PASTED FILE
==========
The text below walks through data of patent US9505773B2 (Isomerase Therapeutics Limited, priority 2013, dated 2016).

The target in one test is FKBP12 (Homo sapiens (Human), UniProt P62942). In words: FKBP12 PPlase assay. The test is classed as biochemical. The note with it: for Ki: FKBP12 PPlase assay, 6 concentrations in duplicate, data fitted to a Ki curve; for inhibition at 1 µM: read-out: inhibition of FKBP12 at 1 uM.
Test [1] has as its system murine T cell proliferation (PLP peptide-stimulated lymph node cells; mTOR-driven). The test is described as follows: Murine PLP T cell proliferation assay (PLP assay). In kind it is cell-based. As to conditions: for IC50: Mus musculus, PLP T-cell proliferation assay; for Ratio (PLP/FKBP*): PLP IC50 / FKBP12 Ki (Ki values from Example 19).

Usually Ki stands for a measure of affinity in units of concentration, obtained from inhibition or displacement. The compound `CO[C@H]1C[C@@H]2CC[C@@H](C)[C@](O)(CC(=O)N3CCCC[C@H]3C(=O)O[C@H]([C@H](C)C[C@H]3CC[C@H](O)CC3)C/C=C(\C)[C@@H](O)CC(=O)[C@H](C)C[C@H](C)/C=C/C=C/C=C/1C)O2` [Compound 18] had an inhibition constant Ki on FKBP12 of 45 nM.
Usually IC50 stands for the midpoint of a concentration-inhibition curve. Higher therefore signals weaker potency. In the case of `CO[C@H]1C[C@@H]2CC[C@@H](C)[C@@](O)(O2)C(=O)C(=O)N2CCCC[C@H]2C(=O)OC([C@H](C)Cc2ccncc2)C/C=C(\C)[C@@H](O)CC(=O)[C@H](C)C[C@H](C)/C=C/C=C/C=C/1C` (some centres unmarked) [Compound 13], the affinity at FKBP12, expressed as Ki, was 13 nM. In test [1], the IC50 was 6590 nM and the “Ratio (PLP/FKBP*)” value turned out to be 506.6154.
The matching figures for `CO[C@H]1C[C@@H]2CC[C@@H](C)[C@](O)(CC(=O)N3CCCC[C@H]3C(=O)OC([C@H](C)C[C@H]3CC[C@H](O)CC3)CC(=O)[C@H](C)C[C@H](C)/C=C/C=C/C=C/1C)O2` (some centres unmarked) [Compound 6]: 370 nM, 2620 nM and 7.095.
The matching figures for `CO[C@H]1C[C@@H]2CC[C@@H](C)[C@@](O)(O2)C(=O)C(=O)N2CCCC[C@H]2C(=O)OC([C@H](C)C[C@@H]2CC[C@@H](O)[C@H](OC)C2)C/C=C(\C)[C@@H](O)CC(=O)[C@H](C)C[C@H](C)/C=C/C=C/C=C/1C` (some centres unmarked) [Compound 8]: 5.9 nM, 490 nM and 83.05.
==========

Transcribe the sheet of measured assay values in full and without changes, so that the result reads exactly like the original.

The text below walks through data of patent US9505773B2 (Isomerase Therapeutics Limited, priority 2013, dated 2016).

The target in one test is FKBP12 (Homo sapiens (Human), UniProt P62942). In words: FKBP12 PPlase assay. The test is classed as biochemical. The note with it: for Ki: FKBP12 PPlase assay, 6 concentrations in duplicate, data fitted to a Ki curve; for inhibition at 1 µM: read-out: inhibition of FKBP12 at 1 uM.
Test [1] has as its system murine T cell proliferation (PLP peptide-stimulated lymph node cells; mTOR-driven). The test is described as follows: Murine PLP T cell proliferation assay (PLP assay). In kind it is cell-based. As to conditions: for IC50: Mus musculus, PLP T-cell proliferation assay; for Ratio (PLP/FKBP*): PLP IC50 / FKBP12 Ki (Ki values from Example 19).

Usually Ki stands for a measure of affinity in units of concentration, obtained from inhibition or displacement. The compound `CO[C@H]1C[C@@H]2CC[C@@H](C)[C@](O)(CC(=O)N3CCCC[C@H]3C(=O)O[C@H]([C@H](C)C[C@H]3CC[C@H](O)CC3)C/C=C(\C)[C@@H](O)CC(=O)[C@H](C)C[C@H](C)/C=C/C=C/C=C/1C)O2` [Compound 18] had an inhibition constant Ki on FKBP12 of 45 nM.
Usually IC50 stands for the midpoint of a concentration-inhibition curve. Higher therefore signals weaker potency. In the case of `CO[C@H]1C[C@@H]2CC[C@@H](C)[C@@](O)(O2)C(=O)C(=O)N2CCCC[C@H]2C(=O)OC([C@H](C)Cc2ccncc2)C/C=C(\C)[C@@H](O)CC(=O)[C@H](C)C[C@H](C)/C=C/C=C/C=C/1C` (some centres unmarked) [Compound 13], the affinity at FKBP12, expressed as Ki, was 13 nM. In test [1], the IC50 was 6590 nM and the “Ratio (PLP/FKBP*)” value turned out to be 506.6154.
The matching figures for `CO[C@H]1C[C@@H]2CC[C@@H](C)[C@](O)(CC(=O)N3CCCC[C@H]3C(=O)OC([C@H](C)C[C@H]3CC[C@H](O)CC3)CC(=O)[C@H](C)C[C@H](C)/C=C/C=C/C=C/1C)O2` (some centres unmarked) [Compound 6]: 370 nM, 2620 nM and 7.095.
The matching figures for `CO[C@H]1C[C@@H]2CC[C@@H](C)[C@@](O)(O2)C(=O)C(=O)N2CCCC[C@H]2C(=O)OC([C@H](C)C[C@@H]2CC[C@@H](O)[C@H](OC)C2)C/C=C(\C)[C@@H](O)CC(=O)[C@H](C)C[C@H](C)/C=C/C=C/C=C/1C` (some centres unmarked) [Compound 8]: 5.9 nM, 490 nM and 83.05.